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Climate Policy Energy 16 September, 2020 2:00 pm   
Paweł Sałek. Fot. Kancelaria Prezydenta
COMMENTS: Paweł Sałek

Sałek: Transition is necessary, but it will take decades to complete (INTERVIEW)

– It is not safe to completely phase-out coal generation. Of course, the transition is necessary, but it will take decades to complete,” Paweł Sałek, the Polish President’s advisor on climate, says in an interview with BiznesAlert.pl.

BiznesAlert.pl: Is the ETS really to blame for all the problems of our energy and heat generation sectors, as Janusz Kowalski the Deputy Minister of State Assets claims? Do we need a bill on this issue?

Paweł Sałek: The EU ETS is definitely a burden for both of these sectors. There is no doubt about that, as its cost is included even in tariffs. Whereas, the above ideas originated in the government. Since I am not a government member, it is difficult for me to comment on them. The basic question is how far have the EU legislation and formal and legal decisions come, because, after all, we have a functioning directive on ETS and we have a regulation for non-ETS. The last EU summit in July this year approved the proposition to increase the 2030 CO2 reduction target. And when it comes to the quantitative and percentage-based approach, this goal is to be determined by the end of this year.

According to unofficial information, we should expect the target to sit at 55 percent.

In light of what a year ago was said by the then candidate, and today’s EC President, Ursula von der Leyen, we should expect those 55 percent. However, the remaining question is what the Polish delegation will be able to agree on, as this issue will have to be discussed either at the October or December EU summit. At the same time according to the conclusions from the previous meeting, the percentage has to be determined by the end of this year.

Is it possible to achieve the 55 percent?

It is worth setting goals when it comes to climate policy, but they should be achievable. We all vividly remember the climate package from 2008 and the 3×20 declaration, which said that by the end of 2020 at least 20 percent of electricity will be generated by renewable energy sources. I am aware of at least two countries, and I am not talking about Poland, which did not achieve this goal on their own and instead made a statistical transfer by simply purchasing it. So we should stop and think about the honesty and the sense of such decisions. After all, climate policy needs to be driven by reason. And as Poland we need to have an individual path to achieve ambitious goals. What is good for France, Holland or Germany does not have to be good for Poland.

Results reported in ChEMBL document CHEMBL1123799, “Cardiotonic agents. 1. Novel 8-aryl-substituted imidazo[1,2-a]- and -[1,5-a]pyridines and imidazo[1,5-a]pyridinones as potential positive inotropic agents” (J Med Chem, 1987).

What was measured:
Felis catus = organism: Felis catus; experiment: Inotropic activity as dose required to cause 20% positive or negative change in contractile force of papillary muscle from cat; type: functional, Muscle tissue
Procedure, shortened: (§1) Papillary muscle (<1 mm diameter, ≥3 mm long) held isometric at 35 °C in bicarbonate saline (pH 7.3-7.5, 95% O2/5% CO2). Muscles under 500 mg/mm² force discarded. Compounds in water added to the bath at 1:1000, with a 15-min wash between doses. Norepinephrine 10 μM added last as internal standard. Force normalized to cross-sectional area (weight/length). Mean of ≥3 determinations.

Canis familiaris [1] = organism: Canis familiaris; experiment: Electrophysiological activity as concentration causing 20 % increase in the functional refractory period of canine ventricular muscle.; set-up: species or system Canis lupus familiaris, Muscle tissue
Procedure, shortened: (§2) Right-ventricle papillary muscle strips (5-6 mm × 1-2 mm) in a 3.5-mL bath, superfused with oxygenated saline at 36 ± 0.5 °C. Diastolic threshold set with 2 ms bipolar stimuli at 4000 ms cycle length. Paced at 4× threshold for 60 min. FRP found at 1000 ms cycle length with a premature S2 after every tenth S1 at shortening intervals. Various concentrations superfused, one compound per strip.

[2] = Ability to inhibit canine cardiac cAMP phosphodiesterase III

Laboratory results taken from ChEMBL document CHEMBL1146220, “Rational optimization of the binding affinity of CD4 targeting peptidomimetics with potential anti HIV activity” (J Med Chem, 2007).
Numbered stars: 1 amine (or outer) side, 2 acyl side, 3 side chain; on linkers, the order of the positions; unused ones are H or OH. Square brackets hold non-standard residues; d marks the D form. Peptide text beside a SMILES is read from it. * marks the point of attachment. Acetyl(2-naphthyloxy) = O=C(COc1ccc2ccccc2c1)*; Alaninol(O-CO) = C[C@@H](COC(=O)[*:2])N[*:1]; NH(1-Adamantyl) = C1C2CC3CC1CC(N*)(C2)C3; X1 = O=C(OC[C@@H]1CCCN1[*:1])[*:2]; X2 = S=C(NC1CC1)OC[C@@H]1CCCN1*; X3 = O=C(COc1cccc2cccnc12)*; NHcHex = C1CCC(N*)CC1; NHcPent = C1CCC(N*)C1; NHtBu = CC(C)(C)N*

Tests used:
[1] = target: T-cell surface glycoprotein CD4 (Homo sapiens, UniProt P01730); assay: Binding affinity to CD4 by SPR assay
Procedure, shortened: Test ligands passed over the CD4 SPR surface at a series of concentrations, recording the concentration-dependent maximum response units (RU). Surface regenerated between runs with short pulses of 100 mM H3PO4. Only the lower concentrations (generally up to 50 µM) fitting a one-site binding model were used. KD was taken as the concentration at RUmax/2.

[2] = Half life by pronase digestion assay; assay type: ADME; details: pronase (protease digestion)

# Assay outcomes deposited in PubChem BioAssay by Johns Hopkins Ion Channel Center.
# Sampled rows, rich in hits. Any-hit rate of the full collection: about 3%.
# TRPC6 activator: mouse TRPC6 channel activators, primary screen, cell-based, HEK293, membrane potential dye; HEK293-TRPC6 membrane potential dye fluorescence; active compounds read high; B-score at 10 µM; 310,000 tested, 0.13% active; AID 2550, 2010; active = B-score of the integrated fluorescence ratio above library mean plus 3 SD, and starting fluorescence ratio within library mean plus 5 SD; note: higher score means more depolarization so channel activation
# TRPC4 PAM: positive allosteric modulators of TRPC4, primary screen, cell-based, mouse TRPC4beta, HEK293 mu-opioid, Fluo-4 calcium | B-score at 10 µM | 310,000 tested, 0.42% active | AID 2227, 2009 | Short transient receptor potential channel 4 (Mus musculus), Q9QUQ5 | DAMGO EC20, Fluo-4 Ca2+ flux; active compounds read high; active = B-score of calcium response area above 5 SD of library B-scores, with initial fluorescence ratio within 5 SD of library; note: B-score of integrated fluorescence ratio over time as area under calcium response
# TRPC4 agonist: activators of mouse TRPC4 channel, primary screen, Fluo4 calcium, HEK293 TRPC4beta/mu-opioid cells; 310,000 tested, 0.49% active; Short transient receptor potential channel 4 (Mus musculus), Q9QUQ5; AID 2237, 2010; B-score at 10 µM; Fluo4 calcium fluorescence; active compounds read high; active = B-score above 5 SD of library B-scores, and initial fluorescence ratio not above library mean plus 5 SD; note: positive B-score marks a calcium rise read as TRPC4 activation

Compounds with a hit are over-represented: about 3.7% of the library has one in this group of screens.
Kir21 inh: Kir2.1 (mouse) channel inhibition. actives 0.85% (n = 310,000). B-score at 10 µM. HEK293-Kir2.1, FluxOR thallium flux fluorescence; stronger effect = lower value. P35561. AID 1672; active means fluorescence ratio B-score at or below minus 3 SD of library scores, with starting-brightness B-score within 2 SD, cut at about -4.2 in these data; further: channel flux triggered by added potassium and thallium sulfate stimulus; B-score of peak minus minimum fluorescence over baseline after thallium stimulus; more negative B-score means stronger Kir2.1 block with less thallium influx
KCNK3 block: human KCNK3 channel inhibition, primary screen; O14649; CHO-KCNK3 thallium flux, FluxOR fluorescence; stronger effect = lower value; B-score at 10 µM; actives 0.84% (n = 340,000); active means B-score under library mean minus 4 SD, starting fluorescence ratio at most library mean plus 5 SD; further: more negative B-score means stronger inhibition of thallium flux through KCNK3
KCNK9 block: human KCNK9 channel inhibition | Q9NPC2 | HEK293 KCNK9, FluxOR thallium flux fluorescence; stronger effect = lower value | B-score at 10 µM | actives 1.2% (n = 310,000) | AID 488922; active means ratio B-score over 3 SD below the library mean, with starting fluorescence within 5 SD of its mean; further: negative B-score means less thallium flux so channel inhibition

According to the latest version of the Energy Policy by 2040, Poland will phase out coal and decrease its participation in the energy mix from the current 70 percent to even 11 percent in 2040. When I talk to trade union members, they tell me they thought it was just “a fake promise to the EU”.

It’s a government document, it’s official, of course it will be modified, but it should be treated seriously.

An agreement needs to be found with the miners because they are again threatening with protests. Whereas the capacity market, which in Poland is mostly based on coal, will operate until 2040.

The country’s energy security should be based on its own resources. We do not know what will happen in the future, what the geopolitical situation in the region and the world will look like. It is not safe to completely phase-out coal generation. Of course, the transition is necessary, but it will take decades to complete.

Fair enough, but the majority of coal used in Poland is imported, mostly from Russia.

This problem is very complicated, because it is caused by the existing international contracts, as well as processes and costs of preparing walls in our mines. These are not my competencies.

Let’s get back to the energy strategy. Even though what we have is still mostly an outline, we do know that in 20 years the mix will include nuclear energy, offshore wind farms in the Baltic, PV and up to 11 percent of coal.

We will not eliminate thermal coal so quickly. And we cannot do this simply because of our own, national interests. The 11 percent by 2040 is the current proposition, but the plans will be discussed further, with social partners as well.

Interview by Karolina Baca-Pogorzelska



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